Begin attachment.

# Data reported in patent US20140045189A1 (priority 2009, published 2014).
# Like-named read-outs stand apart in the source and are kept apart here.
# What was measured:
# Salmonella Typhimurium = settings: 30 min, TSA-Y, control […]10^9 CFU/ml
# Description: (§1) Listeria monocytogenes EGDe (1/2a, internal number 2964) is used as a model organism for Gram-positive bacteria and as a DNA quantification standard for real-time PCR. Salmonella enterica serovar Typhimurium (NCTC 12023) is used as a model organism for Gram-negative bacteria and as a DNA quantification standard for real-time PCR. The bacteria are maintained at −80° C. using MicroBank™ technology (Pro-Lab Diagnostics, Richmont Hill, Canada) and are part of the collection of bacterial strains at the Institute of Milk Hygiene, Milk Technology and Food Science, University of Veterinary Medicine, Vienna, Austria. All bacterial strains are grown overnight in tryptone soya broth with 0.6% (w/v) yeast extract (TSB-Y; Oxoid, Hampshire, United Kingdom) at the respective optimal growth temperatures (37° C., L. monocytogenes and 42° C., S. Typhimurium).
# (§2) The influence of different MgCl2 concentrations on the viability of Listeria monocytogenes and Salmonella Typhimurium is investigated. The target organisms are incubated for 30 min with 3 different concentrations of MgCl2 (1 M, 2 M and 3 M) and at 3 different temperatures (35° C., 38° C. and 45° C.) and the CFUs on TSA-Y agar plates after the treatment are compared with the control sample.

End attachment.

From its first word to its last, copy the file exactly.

# Data reported in patent US20140045189A1 (priority 2009, published 2014).
# Like-named read-outs stand apart in the source and are kept apart here.
# What was measured:
# Salmonella Typhimurium = settings: 30 min, TSA-Y, control […]10^9 CFU/ml
# Description: (§1) Listeria monocytogenes EGDe (1/2a, internal number 2964) is used as a model organism for Gram-positive bacteria and as a DNA quantification standard for real-time PCR. Salmonella enterica serovar Typhimurium (NCTC 12023) is used as a model organism for Gram-negative bacteria and as a DNA quantification standard for real-time PCR. The bacteria are maintained at −80° C. using MicroBank™ technology (Pro-Lab Diagnostics, Richmont Hill, Canada) and are part of the collection of bacterial strains at the Institute of Milk Hygiene, Milk Technology and Food Science, University of Veterinary Medicine, Vienna, Austria. All bacterial strains are grown overnight in tryptone soya broth with 0.6% (w/v) yeast extract (TSB-Y; Oxoid, Hampshire, United Kingdom) at the respective optimal growth temperatures (37° C., L. monocytogenes and 42° C., S. Typhimurium).
# (§2) The influence of different MgCl2 concentrations on the viability of Listeria monocytogenes and Salmonella Typhimurium is investigated. The target organisms are incubated for 30 min with 3 different concentrations of MgCl2 (1 M, 2 M and 3 M) and at 3 different temperatures (35° C., 38° C. and 45° C.) and the CFUs on TSA-Y agar plates after the treatment are compared with the control sample.